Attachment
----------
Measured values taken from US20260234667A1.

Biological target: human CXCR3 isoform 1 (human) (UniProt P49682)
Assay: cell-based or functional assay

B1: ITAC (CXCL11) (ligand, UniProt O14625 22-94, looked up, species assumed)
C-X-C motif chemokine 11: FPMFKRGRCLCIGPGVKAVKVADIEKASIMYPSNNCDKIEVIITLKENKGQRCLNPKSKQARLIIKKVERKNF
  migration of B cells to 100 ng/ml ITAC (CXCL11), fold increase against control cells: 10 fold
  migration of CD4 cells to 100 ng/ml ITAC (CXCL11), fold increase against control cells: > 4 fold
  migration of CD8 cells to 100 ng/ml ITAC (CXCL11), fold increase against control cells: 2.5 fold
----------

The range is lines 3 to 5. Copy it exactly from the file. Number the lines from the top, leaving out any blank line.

Assay: cell-based or functional assay

B1: ITAC (CXCL11) (ligand, UniProt O14625 22-94, looked up, species assumed)
C-X-C motif chemokine 11: FPMFKRGRCLCIGPGVKAVKVADIEKASIMYPSNNCDKIEVIITLKENKGQRCLNPKSKQARLIIKKVERKNF